Interview with KATHLEEN ROSE PERKINS | My Joy is To Be Part of a Story That Resonates With Me

We all are storytellers; we all share stories with each other as well as with ourselves by thinking about different scenarios that haven’t yet arrived as our physicality.

Those stories shape our perspective and become that which we believe to be the truth within ourselves or in the world.

A spectrum of emotions arise depending on what we tell and those, in turn, indicate in which direction we project our focus. A good and satisfying story is the one that profoundly resonates with the whole of who we are.

Actress Kathleen Rose Perkins who can be seen as Maggie Novak on Netflix series I am Not OK with This says, “A story, a really well-told story, with a beginning, middle, and satisfying end is, to me, one of the most insatiable things in the world. I can’t get enough of a good story.”

In this inspiring interview with Kathleen, you will discover her passion for storytelling, as well as her journey to be the person and actress she wants to be. 


INTRODUCTION

  • Please introduce yourself briefly. Who, in your own words, is Kathleen Rose Perkins?

I’m Kathleen Rose Perkins. I’ve been making a living as an actress, producer, and writer in film and television for the last seventeen years. I’m also a fourth-degree black belt in Tae Kwon Do. I have four older brothers. I’m from Michigan. I’ve been with a man I am not married to for over twenty years. And, I have a pet African Grey parrot named Luke. Oh, and I have been to forty-five of the sixty-two American national parks. Hope to hit the other seventeen before I die.

ENTERTAINMENT INDUSTRY

  • There is a shift in mindset where talents are keener to express themselves creatively in diverse disciplines within the entertainment industry. Why do you think this is happening and how do you envision the industry’s future?

The creative people in this industry are storytellers. Plain and simple. But what we’re noticing lately is that there is a widening definition of the word “story,” and there’s a diverse choice of platforms on which to tell your stories. The rules are changing. Better yet, the rules are disappearing. Now you can tell a dramatic story in a half-hour on a streaming channel, or you can tell a comedic story in an hour on a broadcast network with commercial interruptions, or you can tell a dramatic, funny, supernatural, family, faith-based story in ten-minute increments on a smartphone. Anything goes. It’s truly “art fluid” commerce. I think the commerce part of this business is wising up to the fact that audiences will watch anything that has a true creative vision. Audiences are smart, and they crave stories that make them think as well as stories that entertain.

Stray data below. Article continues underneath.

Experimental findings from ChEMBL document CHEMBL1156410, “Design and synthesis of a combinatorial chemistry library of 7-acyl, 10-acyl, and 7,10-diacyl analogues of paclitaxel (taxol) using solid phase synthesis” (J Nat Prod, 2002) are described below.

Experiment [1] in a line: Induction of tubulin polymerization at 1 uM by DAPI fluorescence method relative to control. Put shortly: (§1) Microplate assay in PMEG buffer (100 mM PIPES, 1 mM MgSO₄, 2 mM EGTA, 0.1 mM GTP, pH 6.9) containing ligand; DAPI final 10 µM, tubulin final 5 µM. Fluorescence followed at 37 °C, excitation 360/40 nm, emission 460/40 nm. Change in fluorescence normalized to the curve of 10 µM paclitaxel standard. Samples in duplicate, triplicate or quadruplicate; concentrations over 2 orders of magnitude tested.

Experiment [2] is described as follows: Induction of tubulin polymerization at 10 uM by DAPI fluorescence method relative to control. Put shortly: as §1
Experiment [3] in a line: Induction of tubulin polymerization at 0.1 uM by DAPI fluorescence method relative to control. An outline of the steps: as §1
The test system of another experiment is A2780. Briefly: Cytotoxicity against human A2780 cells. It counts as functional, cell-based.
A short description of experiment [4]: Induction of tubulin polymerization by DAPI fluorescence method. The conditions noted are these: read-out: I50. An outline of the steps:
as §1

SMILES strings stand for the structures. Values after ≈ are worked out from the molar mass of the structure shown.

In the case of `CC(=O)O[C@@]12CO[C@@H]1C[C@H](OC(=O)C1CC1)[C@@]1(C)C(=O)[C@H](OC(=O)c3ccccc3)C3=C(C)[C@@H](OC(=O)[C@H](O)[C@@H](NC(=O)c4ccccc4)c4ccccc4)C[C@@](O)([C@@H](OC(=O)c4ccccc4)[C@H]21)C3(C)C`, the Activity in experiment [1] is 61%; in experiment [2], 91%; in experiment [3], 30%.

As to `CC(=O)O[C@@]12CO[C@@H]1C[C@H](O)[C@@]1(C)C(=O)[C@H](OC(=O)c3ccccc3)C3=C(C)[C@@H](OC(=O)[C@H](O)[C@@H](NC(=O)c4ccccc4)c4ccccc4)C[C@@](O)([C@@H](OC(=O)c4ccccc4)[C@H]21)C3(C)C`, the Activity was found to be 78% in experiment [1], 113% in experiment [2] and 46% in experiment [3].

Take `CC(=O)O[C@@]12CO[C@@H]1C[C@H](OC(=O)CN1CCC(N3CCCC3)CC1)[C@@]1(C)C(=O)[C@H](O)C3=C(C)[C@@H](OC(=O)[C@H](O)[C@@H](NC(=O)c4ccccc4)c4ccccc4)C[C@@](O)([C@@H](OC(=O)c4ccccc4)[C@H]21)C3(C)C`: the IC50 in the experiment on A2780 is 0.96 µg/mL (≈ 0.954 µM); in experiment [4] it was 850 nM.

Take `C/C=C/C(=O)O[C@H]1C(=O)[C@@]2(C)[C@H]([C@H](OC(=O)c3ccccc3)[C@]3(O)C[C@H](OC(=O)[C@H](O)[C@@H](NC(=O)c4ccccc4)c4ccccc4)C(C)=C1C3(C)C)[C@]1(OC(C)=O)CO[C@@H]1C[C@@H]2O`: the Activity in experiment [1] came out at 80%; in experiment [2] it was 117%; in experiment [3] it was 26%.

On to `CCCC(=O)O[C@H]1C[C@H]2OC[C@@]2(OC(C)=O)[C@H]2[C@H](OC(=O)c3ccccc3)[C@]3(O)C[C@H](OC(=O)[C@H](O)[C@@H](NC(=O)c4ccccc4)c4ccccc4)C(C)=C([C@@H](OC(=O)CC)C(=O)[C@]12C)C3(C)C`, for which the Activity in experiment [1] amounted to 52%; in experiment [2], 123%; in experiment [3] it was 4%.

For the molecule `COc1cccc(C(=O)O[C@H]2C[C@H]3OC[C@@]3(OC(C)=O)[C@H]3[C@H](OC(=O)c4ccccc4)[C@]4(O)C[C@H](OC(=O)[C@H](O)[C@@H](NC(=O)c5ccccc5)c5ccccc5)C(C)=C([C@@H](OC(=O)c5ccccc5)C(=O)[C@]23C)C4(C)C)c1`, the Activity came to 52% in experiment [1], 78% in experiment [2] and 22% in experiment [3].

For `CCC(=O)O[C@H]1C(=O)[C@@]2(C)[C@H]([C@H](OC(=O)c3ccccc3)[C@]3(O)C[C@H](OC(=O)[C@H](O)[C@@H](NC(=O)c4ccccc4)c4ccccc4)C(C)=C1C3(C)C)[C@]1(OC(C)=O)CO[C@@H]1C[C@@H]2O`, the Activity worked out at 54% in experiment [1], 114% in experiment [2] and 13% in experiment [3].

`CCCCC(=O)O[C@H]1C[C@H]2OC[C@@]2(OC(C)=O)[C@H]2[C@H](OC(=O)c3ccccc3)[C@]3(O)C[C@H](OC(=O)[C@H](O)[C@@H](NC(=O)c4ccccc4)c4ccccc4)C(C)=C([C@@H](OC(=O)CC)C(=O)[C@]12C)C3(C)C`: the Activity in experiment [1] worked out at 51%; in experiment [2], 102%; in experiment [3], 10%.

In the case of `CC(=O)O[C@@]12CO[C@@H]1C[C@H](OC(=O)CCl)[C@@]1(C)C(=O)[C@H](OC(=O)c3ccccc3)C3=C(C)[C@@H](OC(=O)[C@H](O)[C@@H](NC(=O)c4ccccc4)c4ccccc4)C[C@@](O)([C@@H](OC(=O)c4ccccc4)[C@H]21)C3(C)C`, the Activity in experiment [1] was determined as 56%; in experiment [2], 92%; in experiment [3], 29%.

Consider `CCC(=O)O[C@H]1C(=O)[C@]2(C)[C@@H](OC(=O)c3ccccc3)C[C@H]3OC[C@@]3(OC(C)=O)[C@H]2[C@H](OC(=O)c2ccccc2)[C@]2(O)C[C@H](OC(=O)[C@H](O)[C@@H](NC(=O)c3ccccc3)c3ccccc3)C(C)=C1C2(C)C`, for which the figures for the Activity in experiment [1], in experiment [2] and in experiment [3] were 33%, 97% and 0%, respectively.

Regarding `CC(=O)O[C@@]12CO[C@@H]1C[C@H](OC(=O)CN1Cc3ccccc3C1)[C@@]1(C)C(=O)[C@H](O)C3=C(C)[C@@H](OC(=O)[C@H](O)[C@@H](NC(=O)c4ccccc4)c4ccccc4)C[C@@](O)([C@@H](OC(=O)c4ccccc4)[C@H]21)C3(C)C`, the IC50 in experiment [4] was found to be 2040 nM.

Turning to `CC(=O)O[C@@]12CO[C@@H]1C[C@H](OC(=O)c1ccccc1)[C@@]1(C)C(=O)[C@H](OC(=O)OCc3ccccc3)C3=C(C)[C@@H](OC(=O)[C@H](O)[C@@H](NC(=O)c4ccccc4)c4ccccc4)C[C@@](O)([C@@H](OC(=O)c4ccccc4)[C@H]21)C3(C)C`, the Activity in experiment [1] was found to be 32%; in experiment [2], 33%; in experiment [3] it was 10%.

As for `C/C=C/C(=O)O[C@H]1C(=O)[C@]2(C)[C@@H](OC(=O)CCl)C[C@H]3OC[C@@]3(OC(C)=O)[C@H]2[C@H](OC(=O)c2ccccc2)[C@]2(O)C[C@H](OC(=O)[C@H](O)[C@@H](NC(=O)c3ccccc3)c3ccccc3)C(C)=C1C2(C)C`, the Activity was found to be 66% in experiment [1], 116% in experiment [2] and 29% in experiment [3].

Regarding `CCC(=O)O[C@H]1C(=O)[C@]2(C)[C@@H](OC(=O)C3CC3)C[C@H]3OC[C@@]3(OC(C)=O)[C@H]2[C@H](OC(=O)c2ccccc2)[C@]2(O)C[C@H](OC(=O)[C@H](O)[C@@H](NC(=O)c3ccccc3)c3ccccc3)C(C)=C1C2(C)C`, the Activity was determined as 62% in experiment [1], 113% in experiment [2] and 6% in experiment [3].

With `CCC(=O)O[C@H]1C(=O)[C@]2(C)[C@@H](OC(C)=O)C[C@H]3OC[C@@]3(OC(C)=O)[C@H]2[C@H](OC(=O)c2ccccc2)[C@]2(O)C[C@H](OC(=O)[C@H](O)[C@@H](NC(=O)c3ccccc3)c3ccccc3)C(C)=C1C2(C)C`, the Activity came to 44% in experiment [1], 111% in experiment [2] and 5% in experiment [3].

The future of the industry will thrive. The only way to make sure you as an individual will thrive WITHIN the industry is to trust in the story you are telling. No matter what format, or length, or platform. That’s how you create longevity in the ever-changing field of art commerce.

Photography by David Muller

ACTING

  • On Netflix series I am Not OK with This, you play Maggie Novak, a single mom of a teenage girl Sydney (Sophia Lillis) who is discovering herself. How would you describe your emotional journey during the process of becoming Maggie?

In order to “become” Maggie, I had to lose a lot of my default programming. I’m a nervous, bubbly, emotional, giggly person by nature. Maggie is definitely not that. I had to quiet myself. And I had to busy myself with work. That was my “way in” to portraying this woman. The one thing me and Maggie have in common is that we really know how to “work.” We’re both worker bees. So, in practically every scene, I had a task to do, whether it be making a cup of coffee, picking up laundry, wiping down a counter, or drinking a glass of wine. Doing. That’s the thing I share with Maggie. So, I did. That took care of the physical part. The mental part was taken care of by reminding myself of what this woman’s history entailed. A working mom with a husband who recently killed himself. I can empathize with that. I could then understand her motive, her emotional blind spot, her damage, her denial, her fear. She’s a good woman who has been through a lot of trauma and she is trying to provide a life for her and her children and trying desperately to hold her family together… by herself.

  • Has playing Maggie given you any new insights or perspectives on being a parent?